SpaceX Launches First Falcon Heavy Night Flight, two cores made it back safely

SpaceX Launches First Falcon Heavy Night Flight, two cores made it back safely: Today, SpaceX has marked a ground-breaking day as the company’s Falcon Heavy megarocket has lofted two dozen satellites into orbit successfully. The rocket take off on June 25 (0630 GMT) from the Launch Pad 39A which is located at Kennedy Space Center (KSC). The launch took place at 2:30 am, three hours into the launch window, that marks the Falcon Heavy’s first flight at night as well as third launch all inclusive.

The launch was also a part of the U.S. Air Force’s Space Test Program as well as carried payloads for universities, NASA, the National Oceanic and Atmospheric Administration (NOAA), also comprising the nonprofit organization The Planetary Society.

The Falcon Heavy is basically a partly reusable heavy-lift launch vehicle that is specifically designed as well as manufactured by SpaceX. It is resultant from the Falcon 9 vehicle and comprises of a strengthened Falcon 9 first stage as the centre core along with the two additional first stages as strap-on boosters.

The remarks of today’s mission are that it supports the U.S. Air Force National Security Space Launch (formerly EELV) certification procedure for the Falcon Heavy. The secondary payloads comprises of orbiters: LightSail, GPIM, OTB (hosting the Deep Space Atomic Clock), 6 COSMIC-2, Oculus-ASR, Prox-1, as well as ISAT.

The Falcon Heavy has the maximum number of payload capacity of any operational launch vehicle at present, and is also the second-highest capacity of any rocket ever to reach orbit.

For those who don’t know much about SpaceX, so, Space Exploration Technologies Corp., undertaking business as SpaceX. It is a private service provider company of American aerospace manufacturer and space transportation which headquarters are in Hawthorne, California. It was founded by entrepreneur Elon Musk in 2002 with the objective of decreasing space transportation expenses and facilitating the establishment of Mars. Since then, SpaceX has established the Falcon launch vehicle family as well as the Dragon spacecraft family, which both presently distribute payloads into Earth orbit.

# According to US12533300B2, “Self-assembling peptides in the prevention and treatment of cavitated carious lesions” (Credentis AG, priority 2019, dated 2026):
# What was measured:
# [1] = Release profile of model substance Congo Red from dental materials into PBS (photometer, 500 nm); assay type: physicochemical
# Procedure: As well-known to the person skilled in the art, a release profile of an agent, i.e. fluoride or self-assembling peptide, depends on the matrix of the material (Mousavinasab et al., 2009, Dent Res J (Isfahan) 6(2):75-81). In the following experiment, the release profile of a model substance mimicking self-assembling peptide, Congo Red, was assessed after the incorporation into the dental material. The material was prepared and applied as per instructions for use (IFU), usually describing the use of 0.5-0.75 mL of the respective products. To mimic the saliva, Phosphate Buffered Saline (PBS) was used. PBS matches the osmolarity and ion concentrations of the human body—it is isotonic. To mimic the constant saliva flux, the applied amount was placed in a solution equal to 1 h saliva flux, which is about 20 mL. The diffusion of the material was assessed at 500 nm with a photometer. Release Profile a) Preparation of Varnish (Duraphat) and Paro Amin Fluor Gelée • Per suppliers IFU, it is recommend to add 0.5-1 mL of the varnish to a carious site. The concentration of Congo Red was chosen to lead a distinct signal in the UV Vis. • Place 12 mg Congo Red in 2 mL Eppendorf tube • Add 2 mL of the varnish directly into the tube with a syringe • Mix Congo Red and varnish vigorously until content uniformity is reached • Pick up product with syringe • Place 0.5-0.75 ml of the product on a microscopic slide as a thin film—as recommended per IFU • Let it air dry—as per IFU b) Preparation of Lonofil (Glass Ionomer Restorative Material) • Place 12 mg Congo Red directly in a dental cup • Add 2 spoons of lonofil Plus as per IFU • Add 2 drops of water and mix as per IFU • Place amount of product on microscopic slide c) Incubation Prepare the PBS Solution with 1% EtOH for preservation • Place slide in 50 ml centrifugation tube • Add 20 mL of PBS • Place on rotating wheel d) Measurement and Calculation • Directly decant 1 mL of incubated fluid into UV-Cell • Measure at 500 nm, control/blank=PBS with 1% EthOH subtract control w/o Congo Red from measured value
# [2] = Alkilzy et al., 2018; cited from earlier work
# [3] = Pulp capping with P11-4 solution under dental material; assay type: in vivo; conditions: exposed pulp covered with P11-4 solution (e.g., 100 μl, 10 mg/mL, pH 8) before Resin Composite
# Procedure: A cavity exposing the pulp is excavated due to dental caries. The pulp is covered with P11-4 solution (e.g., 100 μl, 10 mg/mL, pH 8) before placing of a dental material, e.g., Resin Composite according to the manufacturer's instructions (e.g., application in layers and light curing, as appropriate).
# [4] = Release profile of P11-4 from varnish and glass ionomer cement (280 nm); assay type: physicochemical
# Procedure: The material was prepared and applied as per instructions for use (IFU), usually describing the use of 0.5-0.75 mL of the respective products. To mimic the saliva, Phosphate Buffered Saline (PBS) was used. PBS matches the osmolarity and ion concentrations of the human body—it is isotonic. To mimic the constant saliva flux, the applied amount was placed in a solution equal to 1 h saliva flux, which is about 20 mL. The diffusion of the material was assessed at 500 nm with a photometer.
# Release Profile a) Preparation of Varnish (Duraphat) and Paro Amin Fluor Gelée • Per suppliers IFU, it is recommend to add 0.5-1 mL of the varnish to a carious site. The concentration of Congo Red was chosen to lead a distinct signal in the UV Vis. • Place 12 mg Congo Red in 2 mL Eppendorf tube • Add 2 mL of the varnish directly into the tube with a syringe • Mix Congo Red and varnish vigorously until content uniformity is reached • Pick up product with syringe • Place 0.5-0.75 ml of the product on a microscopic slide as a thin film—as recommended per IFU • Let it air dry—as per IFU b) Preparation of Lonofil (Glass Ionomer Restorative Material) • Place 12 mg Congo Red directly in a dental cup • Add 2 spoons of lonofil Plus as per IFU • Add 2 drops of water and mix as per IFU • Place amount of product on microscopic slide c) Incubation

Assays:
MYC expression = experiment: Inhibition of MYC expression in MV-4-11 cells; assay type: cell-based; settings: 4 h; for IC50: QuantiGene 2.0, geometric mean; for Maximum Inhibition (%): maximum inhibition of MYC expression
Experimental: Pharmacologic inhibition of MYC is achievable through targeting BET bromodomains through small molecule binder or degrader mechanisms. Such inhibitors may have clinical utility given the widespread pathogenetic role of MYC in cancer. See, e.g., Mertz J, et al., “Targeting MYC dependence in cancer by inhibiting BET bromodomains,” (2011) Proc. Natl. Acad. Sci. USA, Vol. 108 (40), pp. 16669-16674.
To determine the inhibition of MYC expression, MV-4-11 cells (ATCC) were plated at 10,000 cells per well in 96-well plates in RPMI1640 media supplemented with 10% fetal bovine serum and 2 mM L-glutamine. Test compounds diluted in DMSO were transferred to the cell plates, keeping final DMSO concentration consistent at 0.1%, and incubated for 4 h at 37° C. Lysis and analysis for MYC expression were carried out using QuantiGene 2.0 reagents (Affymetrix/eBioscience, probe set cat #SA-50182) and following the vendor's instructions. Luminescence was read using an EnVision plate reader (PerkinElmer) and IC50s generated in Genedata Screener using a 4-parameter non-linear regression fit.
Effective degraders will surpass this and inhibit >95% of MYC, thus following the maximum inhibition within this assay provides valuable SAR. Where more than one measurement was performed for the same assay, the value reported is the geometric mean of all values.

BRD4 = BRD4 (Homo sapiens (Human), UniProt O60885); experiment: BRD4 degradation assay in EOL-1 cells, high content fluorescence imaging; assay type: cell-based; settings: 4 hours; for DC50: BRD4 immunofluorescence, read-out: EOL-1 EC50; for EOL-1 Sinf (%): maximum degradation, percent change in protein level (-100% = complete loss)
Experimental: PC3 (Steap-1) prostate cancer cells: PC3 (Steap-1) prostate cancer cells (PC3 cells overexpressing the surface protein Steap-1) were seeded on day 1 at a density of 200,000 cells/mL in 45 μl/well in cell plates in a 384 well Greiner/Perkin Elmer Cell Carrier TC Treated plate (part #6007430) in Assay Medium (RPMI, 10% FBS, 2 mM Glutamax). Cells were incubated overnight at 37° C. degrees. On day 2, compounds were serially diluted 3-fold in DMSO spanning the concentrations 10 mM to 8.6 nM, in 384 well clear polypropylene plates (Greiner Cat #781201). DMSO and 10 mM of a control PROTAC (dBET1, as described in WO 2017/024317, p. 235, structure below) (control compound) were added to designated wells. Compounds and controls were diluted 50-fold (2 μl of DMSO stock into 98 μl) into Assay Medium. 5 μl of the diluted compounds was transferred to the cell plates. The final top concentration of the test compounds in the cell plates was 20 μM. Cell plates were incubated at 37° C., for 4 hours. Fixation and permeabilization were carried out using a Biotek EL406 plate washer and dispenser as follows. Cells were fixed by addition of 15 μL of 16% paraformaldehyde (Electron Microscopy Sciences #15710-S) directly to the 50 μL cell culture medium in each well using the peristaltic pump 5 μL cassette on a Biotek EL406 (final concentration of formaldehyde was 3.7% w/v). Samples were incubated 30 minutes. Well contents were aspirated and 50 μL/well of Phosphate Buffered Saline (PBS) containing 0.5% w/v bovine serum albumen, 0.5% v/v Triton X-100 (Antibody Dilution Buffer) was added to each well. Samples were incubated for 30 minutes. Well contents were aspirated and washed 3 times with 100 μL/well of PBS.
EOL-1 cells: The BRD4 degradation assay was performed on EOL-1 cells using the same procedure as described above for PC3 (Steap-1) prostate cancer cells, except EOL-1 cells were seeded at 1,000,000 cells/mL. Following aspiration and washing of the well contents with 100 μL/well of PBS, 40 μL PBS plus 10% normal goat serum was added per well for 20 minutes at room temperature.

Today’s launch marked the first Falcon Heavy ever to fly reused boosters; as part of the first commercial Falcon Heavy launch, the two side boosters had previously flown, which then lofted a communications satellite named Arabsat-6A, in the month of April. The core booster of that rocket landed successfully as well, but then it was lost on the way back to shore when the boat come across choppy seas.

Earlier, the company on Twitter announced that it would be aiming 2:30 am EDT (0630 GMT) on June 25, three hours into the launch window for the mission. On the other hand, the statement didn’t provide any further details about why the decision was made.

A company spokesperson wrote, “Team completed additional ground system checkouts. Vehicle and payload continue to look good.”

The following SpaceX launch is planned for July 21, when a Falcon 9 is going to carry a cargo shipment to the International Space Station. Though the company has not yet announced the specific date for its next Falcon Heavy flight but it is expected to be announced soon.